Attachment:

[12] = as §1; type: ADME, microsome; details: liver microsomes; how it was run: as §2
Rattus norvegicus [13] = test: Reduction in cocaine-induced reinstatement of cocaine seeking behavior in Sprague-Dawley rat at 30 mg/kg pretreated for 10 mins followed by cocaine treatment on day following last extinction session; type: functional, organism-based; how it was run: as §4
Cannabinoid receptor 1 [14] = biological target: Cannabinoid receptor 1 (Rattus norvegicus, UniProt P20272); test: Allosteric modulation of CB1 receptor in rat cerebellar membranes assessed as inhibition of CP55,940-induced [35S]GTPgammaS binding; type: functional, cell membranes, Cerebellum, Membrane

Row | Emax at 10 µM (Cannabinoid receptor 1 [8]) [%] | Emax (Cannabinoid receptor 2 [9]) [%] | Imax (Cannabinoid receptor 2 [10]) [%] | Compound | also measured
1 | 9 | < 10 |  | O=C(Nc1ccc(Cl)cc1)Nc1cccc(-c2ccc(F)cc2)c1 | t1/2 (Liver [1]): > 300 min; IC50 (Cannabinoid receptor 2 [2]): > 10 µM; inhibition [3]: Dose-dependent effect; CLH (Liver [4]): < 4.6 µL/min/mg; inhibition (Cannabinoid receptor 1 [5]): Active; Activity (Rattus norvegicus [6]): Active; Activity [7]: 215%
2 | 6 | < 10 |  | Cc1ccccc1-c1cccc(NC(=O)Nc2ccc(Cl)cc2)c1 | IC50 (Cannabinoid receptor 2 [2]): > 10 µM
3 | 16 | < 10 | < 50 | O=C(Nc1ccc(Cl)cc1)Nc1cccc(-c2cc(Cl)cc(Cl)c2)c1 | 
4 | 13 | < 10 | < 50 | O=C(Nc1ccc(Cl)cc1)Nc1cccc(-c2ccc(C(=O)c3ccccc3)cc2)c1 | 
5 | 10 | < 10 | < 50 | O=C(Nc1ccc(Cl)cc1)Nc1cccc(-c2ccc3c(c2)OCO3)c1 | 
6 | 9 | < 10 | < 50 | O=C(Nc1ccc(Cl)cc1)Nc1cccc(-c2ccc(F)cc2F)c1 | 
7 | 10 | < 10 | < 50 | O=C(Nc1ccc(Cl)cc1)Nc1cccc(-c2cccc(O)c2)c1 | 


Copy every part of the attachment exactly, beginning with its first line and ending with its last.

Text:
[12] = as §1; type: ADME, microsome; details: liver microsomes; how it was run: as §2
Rattus norvegicus [13] = test: Reduction in cocaine-induced reinstatement of cocaine seeking behavior in Sprague-Dawley rat at 30 mg/kg pretreated for 10 mins followed by cocaine treatment on day following last extinction session; type: functional, organism-based; how it was run: as §4
Cannabinoid receptor 1 [14] = biological target: Cannabinoid receptor 1 (Rattus norvegicus, UniProt P20272); test: Allosteric modulation of CB1 receptor in rat cerebellar membranes assessed as inhibition of CP55,940-induced [35S]GTPgammaS binding; type: functional, cell membranes, Cerebellum, Membrane

Row | Emax at 10 µM (Cannabinoid receptor 1 [8]) [%] | Emax (Cannabinoid receptor 2 [9]) [%] | Imax (Cannabinoid receptor 2 [10]) [%] | Compound | also measured
1 | 9 | < 10 |  | O=C(Nc1ccc(Cl)cc1)Nc1cccc(-c2ccc(F)cc2)c1 | t1/2 (Liver [1]): > 300 min; IC50 (Cannabinoid receptor 2 [2]): > 10 µM; inhibition [3]: Dose-dependent effect; CLH (Liver [4]): < 4.6 µL/min/mg; inhibition (Cannabinoid receptor 1 [5]): Active; Activity (Rattus norvegicus [6]): Active; Activity [7]: 215%
2 | 6 | < 10 |  | Cc1ccccc1-c1cccc(NC(=O)Nc2ccc(Cl)cc2)c1 | IC50 (Cannabinoid receptor 2 [2]): > 10 µM
3 | 16 | < 10 | < 50 | O=C(Nc1ccc(Cl)cc1)Nc1cccc(-c2cc(Cl)cc(Cl)c2)c1 | 
4 | 13 | < 10 | < 50 | O=C(Nc1ccc(Cl)cc1)Nc1cccc(-c2ccc(C(=O)c3ccccc3)cc2)c1 | 
5 | 10 | < 10 | < 50 | O=C(Nc1ccc(Cl)cc1)Nc1cccc(-c2ccc3c(c2)OCO3)c1 | 
6 | 9 | < 10 | < 50 | O=C(Nc1ccc(Cl)cc1)Nc1cccc(-c2ccc(F)cc2F)c1 | 
7 | 10 | < 10 | < 50 | O=C(Nc1ccc(Cl)cc1)Nc1cccc(-c2cccc(O)c2)c1 | 